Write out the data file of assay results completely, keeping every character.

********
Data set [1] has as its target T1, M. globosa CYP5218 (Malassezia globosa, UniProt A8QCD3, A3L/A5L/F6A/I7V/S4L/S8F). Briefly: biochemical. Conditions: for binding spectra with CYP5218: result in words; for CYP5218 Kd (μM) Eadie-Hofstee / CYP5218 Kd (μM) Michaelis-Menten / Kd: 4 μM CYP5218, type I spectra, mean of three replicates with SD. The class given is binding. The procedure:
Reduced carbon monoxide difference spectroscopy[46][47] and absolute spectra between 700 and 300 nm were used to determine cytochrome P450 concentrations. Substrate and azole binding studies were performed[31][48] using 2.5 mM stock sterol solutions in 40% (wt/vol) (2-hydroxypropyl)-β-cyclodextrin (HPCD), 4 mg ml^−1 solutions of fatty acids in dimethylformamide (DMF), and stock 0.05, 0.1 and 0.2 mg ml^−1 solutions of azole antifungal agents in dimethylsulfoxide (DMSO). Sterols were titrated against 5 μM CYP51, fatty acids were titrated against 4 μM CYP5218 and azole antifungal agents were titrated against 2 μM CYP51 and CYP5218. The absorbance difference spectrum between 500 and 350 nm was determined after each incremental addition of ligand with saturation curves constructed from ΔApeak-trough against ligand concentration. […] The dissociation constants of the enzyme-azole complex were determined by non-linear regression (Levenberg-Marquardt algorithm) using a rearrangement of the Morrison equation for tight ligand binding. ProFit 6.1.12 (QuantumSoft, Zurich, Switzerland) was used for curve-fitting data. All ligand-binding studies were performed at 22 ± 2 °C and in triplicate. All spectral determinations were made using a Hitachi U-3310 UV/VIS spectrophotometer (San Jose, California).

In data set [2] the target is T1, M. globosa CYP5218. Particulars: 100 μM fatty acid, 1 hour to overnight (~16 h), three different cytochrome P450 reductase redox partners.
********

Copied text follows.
Data set [1] has as its target T1, M. globosa CYP5218 (Malassezia globosa, UniProt A8QCD3, A3L/A5L/F6A/I7V/S4L/S8F). Briefly: biochemical. Conditions: for binding spectra with CYP5218: result in words; for CYP5218 Kd (μM) Eadie-Hofstee / CYP5218 Kd (μM) Michaelis-Menten / Kd: 4 μM CYP5218, type I spectra, mean of three replicates with SD. The class given is binding. The procedure:
Reduced carbon monoxide difference spectroscopy[46][47] and absolute spectra between 700 and 300 nm were used to determine cytochrome P450 concentrations. Substrate and azole binding studies were performed[31][48] using 2.5 mM stock sterol solutions in 40% (wt/vol) (2-hydroxypropyl)-β-cyclodextrin (HPCD), 4 mg ml^−1 solutions of fatty acids in dimethylformamide (DMF), and stock 0.05, 0.1 and 0.2 mg ml^−1 solutions of azole antifungal agents in dimethylsulfoxide (DMSO). Sterols were titrated against 5 μM CYP51, fatty acids were titrated against 4 μM CYP5218 and azole antifungal agents were titrated against 2 μM CYP51 and CYP5218. The absorbance difference spectrum between 500 and 350 nm was determined after each incremental addition of ligand with saturation curves constructed from ΔApeak-trough against ligand concentration. […] The dissociation constants of the enzyme-azole complex were determined by non-linear regression (Levenberg-Marquardt algorithm) using a rearrangement of the Morrison equation for tight ligand binding. ProFit 6.1.12 (QuantumSoft, Zurich, Switzerland) was used for curve-fitting data. All ligand-binding studies were performed at 22 ± 2 °C and in triplicate. All spectral determinations were made using a Hitachi U-3310 UV/VIS spectrophotometer (San Jose, California).

In data set [2] the target is T1, M. globosa CYP5218. Particulars: 100 μM fatty acid, 1 hour to overnight (~16 h), three different cytochrome P450 reductase redox partners.